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The knee is made up of three bones. The thigh bone or femur, the knee cap or patella and the shin bone or tibia. The surfaces of the bones that move against each other are covered by a layer of tissue called articular cartilage, or the joint surface. In healthy joints this is smooth and the surfaces move freely against each other. In damaged or arthritic joints this layer may be rough or patchy and this can cause pain, swelling and feelings of instability.

The knee is stabilised by various structures. The strongest of these are muscles, that act through tendons to attach to the bone. The best thing about muscles is that they respond to training and this forms the basis for many of the benefits from exercise and physiotherapy programs. Different muscles around the knee do different things and often the physiotherapist or exercise physiologist will give you exercises to target specific muscles to achieve a treatment goal.

Ligaments also play a very important role in stabilising the knee. The collateral ligaments are on either side of the knee and limit sideways movement. The cruciate ligaments form an ‘X’ shape in the centre of the knee and limit front to back movement.

The articular cartilages or meniscal cartilages are important shock-absorbing devices that also play a role in the smooth movement of the knee in bending and straightening. They are very important in protecting the joint surface. They are often torn with trauma and are what people are usually referring to when they say that they have had a ‘torn cartilage’.

Common Knee Conditions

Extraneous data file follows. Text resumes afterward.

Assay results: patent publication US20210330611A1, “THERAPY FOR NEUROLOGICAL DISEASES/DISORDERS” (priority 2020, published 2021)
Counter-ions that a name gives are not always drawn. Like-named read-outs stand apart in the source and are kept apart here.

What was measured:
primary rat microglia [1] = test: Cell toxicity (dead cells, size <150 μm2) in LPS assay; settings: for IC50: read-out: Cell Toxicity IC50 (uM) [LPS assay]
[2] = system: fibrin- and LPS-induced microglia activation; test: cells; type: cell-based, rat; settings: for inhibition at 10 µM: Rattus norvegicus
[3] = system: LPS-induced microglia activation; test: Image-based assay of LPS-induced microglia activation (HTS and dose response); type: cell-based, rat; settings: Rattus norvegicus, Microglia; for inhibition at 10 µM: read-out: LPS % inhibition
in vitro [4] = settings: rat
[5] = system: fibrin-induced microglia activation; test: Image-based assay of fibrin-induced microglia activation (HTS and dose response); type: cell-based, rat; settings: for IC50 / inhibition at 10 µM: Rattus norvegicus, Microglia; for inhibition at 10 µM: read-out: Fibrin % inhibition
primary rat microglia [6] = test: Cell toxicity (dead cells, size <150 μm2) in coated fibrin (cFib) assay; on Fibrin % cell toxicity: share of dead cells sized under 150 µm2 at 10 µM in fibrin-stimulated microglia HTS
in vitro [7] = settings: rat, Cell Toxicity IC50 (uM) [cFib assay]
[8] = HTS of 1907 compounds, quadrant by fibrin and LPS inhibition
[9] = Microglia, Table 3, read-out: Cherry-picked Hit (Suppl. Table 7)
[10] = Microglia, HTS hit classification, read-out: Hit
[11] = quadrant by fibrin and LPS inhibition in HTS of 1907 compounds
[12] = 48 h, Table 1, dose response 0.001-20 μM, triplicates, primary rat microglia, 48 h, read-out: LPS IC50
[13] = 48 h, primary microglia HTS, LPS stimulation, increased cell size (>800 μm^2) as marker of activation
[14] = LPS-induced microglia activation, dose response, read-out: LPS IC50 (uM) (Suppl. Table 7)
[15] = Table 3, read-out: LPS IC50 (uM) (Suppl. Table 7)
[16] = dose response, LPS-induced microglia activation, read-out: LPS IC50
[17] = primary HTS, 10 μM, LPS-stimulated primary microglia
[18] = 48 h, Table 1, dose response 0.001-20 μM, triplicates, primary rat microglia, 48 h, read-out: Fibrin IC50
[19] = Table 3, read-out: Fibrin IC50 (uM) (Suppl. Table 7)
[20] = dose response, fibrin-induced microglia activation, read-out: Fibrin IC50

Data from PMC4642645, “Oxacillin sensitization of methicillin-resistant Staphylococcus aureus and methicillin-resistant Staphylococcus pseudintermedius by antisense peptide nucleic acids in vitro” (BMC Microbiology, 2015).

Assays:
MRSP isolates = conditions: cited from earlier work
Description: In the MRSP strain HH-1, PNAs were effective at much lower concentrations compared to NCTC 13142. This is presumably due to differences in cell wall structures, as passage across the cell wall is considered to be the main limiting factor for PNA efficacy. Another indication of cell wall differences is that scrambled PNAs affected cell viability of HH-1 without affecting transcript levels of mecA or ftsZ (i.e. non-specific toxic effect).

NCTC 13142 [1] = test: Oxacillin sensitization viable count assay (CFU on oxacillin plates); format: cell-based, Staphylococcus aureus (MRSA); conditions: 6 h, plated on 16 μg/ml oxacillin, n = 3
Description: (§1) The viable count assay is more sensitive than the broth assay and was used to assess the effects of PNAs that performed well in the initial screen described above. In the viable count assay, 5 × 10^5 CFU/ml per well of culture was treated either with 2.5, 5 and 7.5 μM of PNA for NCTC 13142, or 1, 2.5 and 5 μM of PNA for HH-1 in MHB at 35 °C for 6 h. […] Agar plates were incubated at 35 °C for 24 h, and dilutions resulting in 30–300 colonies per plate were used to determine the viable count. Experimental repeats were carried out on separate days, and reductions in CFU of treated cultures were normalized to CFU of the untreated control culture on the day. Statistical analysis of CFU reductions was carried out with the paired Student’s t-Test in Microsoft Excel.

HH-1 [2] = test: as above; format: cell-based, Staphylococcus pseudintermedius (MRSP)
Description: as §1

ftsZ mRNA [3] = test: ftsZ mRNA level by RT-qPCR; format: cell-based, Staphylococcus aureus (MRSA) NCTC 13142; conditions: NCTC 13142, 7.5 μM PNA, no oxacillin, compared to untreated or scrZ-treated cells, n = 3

Arthritis is a very common condition affecting knees. There are various causes like injury, whole-body diseases like rheumatoid disease, psoriasis and lupus and the most common – wear and tear. There are many different ways to treat arthritis before surgery is required. These include an exercise program and weight loss, modification of activity, various walking aids and braces, medications (both prescription and non-prescription), physiotherapy, podiatry and injections. Surgery is usually used when another treatment has failed or the disease is too advanced for it to be likely to work. The surgical options broadly can be divided into joint sparing or joint replacing categories. The joint sparing operations include ‘key hole surgery’ or arthroscopy, changing the shape of the bones to move load bearing away from worn out areas and occasionally ligament reconstructions. Joint replacing operations include various partial and types of total knee replacement.

Cartilage or meniscal tears are also very common in knees. These often come from sporting or twisting injuries but can occur almost silently due to wear and tear. They will often appear as sharp exacerbations of pain on a background of a dull ache and can be associated with instability. These can also be treated without surgery on occasion with the same types of treatments as for arthritis. If non-surgical treatment fails,  keyhole surgery is usually conducted to repair and stitch the tear or more commonly trim the loose portion of the tearaway.

Ligament injuries are also common. These are usually the result of an accident and often are associated with sporting injuries. The vast majority of ligament injuries will be able to be treated with a good physiotherapist and bracing for a period of time. Building up the muscles around the knee will help with the pain and will make the recovery faster. On occasion, the knee will continue to be troublesome and knee ligament repairs or reconstructions may need to be performed. Repairing usually involves stitching and securing the ligament back down to the bone that they were torn from. In reconstructions, ‘donor’ tissues usually from the same patient if possible will be used to repair, augment or replace the torn ligament.

Knee cap instability is also very common and there is often a wide spectrum of troubles from this issue. This can range from grinding from the front of the knee especially with steps, kneeling or crouching to complete dislocation of the knee cap sideways, which may need an anaesthetic to help put back in place.  Again, with this problem, non-operative management with an exercise program, bracing and taping and often correction of biomechanics with orthotics is the first line of treatment. In a small percentage of patients, surgery is required and that can range from simple keyhole day surgery to more advanced realignment and ligament reconstruction procedures.

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